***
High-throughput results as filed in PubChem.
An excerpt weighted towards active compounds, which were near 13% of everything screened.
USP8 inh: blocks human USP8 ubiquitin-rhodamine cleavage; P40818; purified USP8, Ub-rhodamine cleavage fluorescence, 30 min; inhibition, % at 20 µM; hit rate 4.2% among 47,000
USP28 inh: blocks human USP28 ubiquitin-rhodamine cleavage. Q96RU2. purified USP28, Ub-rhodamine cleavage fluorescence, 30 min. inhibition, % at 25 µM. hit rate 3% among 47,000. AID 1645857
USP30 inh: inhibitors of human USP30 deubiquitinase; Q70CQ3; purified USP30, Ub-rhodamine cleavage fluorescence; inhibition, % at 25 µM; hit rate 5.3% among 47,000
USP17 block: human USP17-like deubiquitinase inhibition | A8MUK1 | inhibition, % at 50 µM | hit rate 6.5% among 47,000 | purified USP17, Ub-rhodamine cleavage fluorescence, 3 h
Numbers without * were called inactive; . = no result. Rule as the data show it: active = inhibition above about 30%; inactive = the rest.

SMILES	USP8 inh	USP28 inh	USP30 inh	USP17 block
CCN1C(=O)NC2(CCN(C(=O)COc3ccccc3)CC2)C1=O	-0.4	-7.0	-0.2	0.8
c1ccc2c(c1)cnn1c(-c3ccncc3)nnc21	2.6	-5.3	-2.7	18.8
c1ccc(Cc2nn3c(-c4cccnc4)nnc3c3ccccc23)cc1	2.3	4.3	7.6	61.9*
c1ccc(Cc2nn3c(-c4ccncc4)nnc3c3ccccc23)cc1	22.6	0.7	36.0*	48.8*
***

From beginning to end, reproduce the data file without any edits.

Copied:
High-throughput results as filed in PubChem.
An excerpt weighted towards active compounds, which were near 13% of everything screened.
USP8 inh: blocks human USP8 ubiquitin-rhodamine cleavage; P40818; purified USP8, Ub-rhodamine cleavage fluorescence, 30 min; inhibition, % at 20 µM; hit rate 4.2% among 47,000
USP28 inh: blocks human USP28 ubiquitin-rhodamine cleavage. Q96RU2. purified USP28, Ub-rhodamine cleavage fluorescence, 30 min. inhibition, % at 25 µM. hit rate 3% among 47,000. AID 1645857
USP30 inh: inhibitors of human USP30 deubiquitinase; Q70CQ3; purified USP30, Ub-rhodamine cleavage fluorescence; inhibition, % at 25 µM; hit rate 5.3% among 47,000
USP17 block: human USP17-like deubiquitinase inhibition | A8MUK1 | inhibition, % at 50 µM | hit rate 6.5% among 47,000 | purified USP17, Ub-rhodamine cleavage fluorescence, 3 h
Numbers without * were called inactive; . = no result. Rule as the data show it: active = inhibition above about 30%; inactive = the rest.

SMILES	USP8 inh	USP28 inh	USP30 inh	USP17 block
CCN1C(=O)NC2(CCN(C(=O)COc3ccccc3)CC2)C1=O	-0.4	-7.0	-0.2	0.8
c1ccc2c(c1)cnn1c(-c3ccncc3)nnc21	2.6	-5.3	-2.7	18.8
c1ccc(Cc2nn3c(-c4cccnc4)nnc3c3ccccc23)cc1	2.3	4.3	7.6	61.9*
c1ccc(Cc2nn3c(-c4ccncc4)nnc3c3ccccc23)cc1	22.6	0.7	36.0*	48.8*